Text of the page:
Click on the article below to make it larger and more readable. 

On the website, more details are given about his life and motivations. 

"Robert Rucker was a native of New Orleans, and he opened his own gallery in the French Quarter at the age of sixteen. Immediately, Rucker found himself surrounded by fine artists of the New Orleans area, like Knute Heldner and Clarence Millet, two of his earliest influences. At the age of seventeen, he developed polio, an event that led him to art.

"Because of his illness, the Louisiana Department of Education funded his schooling at the John McCrady School of Fine Arts in New Orleans. Rucker studied under McCrady for the next five years, developing a style that would later become synonymous with New Orleans and the surrounding countryside of the Mississippi Delta.

"Rucker's most famous subject is perhaps the steamboat. His love of them came from his family, having two grandfathers who were steamboat captains. He produced many variations on the theme during his career. He is also well known for various bayou scenes and the south Louisiana countryside, themes that he eventually began to render in an impressionistic style and often with pastel tones during the late 1970's and early 1980's.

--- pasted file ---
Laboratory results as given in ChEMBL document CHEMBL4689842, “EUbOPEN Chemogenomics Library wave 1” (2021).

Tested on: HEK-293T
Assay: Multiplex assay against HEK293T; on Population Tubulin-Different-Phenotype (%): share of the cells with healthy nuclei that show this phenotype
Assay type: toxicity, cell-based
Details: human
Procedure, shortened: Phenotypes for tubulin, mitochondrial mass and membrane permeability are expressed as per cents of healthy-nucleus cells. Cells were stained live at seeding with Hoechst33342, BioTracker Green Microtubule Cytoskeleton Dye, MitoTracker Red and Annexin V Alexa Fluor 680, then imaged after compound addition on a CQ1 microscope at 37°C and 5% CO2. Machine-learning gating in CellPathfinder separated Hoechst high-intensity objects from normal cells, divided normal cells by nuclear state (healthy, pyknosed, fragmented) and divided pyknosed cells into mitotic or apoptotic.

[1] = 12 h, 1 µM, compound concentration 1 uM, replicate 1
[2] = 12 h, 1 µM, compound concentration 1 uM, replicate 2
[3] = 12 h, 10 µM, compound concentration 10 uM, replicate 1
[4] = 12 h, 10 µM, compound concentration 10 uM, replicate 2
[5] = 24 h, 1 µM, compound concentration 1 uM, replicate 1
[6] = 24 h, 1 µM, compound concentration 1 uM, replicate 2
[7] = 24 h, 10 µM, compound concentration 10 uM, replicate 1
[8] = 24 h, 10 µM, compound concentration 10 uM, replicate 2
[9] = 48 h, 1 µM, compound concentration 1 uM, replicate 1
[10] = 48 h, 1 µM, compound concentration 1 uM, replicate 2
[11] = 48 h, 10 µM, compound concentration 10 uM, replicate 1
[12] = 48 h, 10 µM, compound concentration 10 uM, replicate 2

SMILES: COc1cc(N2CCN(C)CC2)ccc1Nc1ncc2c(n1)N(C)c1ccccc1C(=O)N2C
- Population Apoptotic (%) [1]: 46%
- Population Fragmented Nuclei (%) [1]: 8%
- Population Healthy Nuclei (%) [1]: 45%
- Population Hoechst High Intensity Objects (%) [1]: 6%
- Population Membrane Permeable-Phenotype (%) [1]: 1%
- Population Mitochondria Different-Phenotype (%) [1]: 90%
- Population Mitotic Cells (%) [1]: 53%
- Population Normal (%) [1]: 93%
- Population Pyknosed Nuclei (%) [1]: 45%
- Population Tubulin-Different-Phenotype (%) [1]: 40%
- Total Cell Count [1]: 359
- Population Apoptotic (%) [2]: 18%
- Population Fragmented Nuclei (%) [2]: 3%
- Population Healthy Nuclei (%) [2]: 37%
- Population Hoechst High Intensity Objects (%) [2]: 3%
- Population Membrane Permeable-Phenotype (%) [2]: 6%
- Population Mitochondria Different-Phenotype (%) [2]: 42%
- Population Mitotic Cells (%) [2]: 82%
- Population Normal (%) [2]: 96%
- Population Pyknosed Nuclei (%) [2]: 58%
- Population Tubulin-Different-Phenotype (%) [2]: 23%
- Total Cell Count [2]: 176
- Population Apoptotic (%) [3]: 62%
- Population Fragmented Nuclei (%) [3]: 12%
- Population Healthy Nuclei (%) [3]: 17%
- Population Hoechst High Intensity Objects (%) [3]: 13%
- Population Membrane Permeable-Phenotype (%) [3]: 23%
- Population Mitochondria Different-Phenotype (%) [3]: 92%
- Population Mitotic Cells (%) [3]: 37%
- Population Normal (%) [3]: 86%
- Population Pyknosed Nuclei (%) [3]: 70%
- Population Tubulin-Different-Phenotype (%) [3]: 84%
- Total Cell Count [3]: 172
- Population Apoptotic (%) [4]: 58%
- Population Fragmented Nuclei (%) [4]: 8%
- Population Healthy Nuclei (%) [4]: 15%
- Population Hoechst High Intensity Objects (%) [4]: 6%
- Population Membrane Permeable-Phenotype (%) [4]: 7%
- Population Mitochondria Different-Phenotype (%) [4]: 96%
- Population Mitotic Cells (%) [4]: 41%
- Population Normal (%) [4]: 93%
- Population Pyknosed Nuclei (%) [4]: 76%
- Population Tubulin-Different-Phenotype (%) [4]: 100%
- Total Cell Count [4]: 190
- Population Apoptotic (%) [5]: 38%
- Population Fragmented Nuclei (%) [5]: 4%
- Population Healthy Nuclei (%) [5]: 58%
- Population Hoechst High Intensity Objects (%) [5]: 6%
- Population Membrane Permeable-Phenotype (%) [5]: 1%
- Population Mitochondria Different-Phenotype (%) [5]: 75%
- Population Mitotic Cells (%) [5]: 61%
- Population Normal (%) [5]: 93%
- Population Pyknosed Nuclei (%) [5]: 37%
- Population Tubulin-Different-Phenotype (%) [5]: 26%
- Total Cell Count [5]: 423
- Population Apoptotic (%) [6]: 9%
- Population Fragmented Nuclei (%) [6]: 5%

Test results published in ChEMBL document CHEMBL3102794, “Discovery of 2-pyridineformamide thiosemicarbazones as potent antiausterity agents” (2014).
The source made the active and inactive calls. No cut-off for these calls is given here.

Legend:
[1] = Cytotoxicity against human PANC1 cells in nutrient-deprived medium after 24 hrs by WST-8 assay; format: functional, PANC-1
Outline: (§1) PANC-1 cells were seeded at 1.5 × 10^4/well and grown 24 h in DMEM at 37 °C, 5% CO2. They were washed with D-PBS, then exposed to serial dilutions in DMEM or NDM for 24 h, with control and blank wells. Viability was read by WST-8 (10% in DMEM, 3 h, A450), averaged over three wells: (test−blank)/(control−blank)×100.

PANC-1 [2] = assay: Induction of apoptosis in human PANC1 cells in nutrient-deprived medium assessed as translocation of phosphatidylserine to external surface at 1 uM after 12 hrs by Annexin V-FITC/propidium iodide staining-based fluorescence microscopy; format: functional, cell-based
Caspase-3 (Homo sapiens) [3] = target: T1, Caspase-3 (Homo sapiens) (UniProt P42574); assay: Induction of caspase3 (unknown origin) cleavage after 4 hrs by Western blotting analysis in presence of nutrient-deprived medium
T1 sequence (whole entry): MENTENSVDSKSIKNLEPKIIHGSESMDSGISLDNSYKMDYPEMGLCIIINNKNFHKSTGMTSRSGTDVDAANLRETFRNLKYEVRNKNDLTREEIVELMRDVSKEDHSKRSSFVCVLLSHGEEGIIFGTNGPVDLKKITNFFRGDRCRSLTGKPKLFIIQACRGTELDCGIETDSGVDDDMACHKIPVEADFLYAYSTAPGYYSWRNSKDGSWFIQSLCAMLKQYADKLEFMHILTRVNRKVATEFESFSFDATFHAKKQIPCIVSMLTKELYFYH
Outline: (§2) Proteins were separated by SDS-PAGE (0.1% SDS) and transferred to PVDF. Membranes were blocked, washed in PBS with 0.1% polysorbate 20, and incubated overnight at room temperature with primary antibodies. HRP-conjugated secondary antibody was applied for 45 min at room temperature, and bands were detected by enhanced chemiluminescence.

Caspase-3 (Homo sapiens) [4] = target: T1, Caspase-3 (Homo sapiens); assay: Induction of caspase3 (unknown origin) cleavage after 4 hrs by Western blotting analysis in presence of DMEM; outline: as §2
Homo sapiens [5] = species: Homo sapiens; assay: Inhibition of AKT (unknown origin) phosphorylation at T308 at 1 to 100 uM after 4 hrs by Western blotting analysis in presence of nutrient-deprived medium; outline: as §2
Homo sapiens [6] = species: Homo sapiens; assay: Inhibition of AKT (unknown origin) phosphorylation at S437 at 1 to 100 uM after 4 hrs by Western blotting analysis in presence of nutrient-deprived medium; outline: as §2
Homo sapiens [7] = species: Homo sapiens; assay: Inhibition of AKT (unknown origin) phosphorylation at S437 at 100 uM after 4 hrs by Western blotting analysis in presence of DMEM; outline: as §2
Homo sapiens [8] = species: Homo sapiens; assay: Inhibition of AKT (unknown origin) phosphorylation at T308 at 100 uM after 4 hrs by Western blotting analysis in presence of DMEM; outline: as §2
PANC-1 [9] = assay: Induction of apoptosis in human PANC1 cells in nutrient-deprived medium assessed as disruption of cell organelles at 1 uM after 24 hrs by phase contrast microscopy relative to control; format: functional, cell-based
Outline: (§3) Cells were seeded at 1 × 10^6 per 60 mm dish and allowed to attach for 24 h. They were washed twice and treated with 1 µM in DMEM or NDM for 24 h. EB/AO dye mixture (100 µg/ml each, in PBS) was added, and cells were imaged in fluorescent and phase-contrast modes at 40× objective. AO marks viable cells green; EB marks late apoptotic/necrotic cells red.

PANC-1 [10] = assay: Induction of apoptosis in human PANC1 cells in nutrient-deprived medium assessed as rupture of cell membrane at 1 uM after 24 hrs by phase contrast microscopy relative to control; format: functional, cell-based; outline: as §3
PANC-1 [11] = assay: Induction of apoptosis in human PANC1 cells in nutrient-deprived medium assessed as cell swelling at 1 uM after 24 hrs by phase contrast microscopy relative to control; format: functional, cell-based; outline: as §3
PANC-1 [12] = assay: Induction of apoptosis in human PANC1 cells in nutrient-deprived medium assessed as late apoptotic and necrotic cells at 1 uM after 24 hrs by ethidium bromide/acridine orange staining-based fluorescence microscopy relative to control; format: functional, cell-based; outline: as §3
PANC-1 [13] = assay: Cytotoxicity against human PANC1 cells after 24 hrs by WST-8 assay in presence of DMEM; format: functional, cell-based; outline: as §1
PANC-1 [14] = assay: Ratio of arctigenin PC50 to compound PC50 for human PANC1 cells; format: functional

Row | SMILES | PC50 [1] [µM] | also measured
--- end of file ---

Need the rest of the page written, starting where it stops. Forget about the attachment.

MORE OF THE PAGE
"Rucker held exhibits in Baton Rouge and New Orleans as well as Chicago, San Francisco, St. Louis and Cleveland. In addition to being an art teacher at his own gallery, he was a textile designer, an art teacher for the City of New Orleans and a medical artist for Tulane Medical School. Robert Rucker died of a heart attack in 2001.

See also:

Wikipedia Article about Robert Rucker

Steamboat Paintings by Robert Rucker, page 1

Steamboat Paintings by Robert Rucker, page 2 

Other "Louisiana Legends" have included Justin Wilson and Rolland Golden.